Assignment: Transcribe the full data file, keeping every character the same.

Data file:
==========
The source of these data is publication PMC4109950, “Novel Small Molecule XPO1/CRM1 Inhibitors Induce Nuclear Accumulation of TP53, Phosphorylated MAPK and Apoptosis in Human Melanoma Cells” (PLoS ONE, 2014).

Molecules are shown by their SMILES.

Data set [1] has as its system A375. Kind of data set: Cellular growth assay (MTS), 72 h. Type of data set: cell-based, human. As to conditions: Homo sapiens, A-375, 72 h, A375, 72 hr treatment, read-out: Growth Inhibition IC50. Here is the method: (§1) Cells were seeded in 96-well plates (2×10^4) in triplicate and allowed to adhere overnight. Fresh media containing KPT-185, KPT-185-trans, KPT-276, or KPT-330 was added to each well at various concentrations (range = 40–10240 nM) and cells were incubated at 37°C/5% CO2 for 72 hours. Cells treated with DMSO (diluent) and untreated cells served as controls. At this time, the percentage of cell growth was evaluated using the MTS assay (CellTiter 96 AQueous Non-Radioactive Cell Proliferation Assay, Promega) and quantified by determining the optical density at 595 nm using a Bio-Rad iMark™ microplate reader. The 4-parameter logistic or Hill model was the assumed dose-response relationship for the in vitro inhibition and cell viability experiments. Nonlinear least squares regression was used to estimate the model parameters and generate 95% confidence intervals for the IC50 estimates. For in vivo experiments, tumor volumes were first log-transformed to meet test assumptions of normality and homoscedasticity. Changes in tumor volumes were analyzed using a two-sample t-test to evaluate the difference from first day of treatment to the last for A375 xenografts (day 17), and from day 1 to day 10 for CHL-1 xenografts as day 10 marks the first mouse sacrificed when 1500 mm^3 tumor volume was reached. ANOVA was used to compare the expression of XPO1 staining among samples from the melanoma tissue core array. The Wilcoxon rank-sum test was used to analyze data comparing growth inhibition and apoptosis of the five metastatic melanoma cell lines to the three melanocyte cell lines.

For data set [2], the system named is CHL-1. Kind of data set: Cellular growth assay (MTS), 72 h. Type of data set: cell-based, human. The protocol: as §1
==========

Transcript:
The source of these data is publication PMC4109950, “Novel Small Molecule XPO1/CRM1 Inhibitors Induce Nuclear Accumulation of TP53, Phosphorylated MAPK and Apoptosis in Human Melanoma Cells” (PLoS ONE, 2014).

Molecules are shown by their SMILES.

Data set [1] has as its system A375. Kind of data set: Cellular growth assay (MTS), 72 h. Type of data set: cell-based, human. As to conditions: Homo sapiens, A-375, 72 h, A375, 72 hr treatment, read-out: Growth Inhibition IC50. Here is the method: (§1) Cells were seeded in 96-well plates (2×10^4) in triplicate and allowed to adhere overnight. Fresh media containing KPT-185, KPT-185-trans, KPT-276, or KPT-330 was added to each well at various concentrations (range = 40–10240 nM) and cells were incubated at 37°C/5% CO2 for 72 hours. Cells treated with DMSO (diluent) and untreated cells served as controls. At this time, the percentage of cell growth was evaluated using the MTS assay (CellTiter 96 AQueous Non-Radioactive Cell Proliferation Assay, Promega) and quantified by determining the optical density at 595 nm using a Bio-Rad iMark™ microplate reader. The 4-parameter logistic or Hill model was the assumed dose-response relationship for the in vitro inhibition and cell viability experiments. Nonlinear least squares regression was used to estimate the model parameters and generate 95% confidence intervals for the IC50 estimates. For in vivo experiments, tumor volumes were first log-transformed to meet test assumptions of normality and homoscedasticity. Changes in tumor volumes were analyzed using a two-sample t-test to evaluate the difference from first day of treatment to the last for A375 xenografts (day 17), and from day 1 to day 10 for CHL-1 xenografts as day 10 marks the first mouse sacrificed when 1500 mm^3 tumor volume was reached. ANOVA was used to compare the expression of XPO1 staining among samples from the melanoma tissue core array. The Wilcoxon rank-sum test was used to analyze data comparing growth inhibition and apoptosis of the five metastatic melanoma cell lines to the three melanocyte cell lines.

For data set [2], the system named is CHL-1. Kind of data set: Cellular growth assay (MTS), 72 h. Type of data set: cell-based, human. The protocol: as §1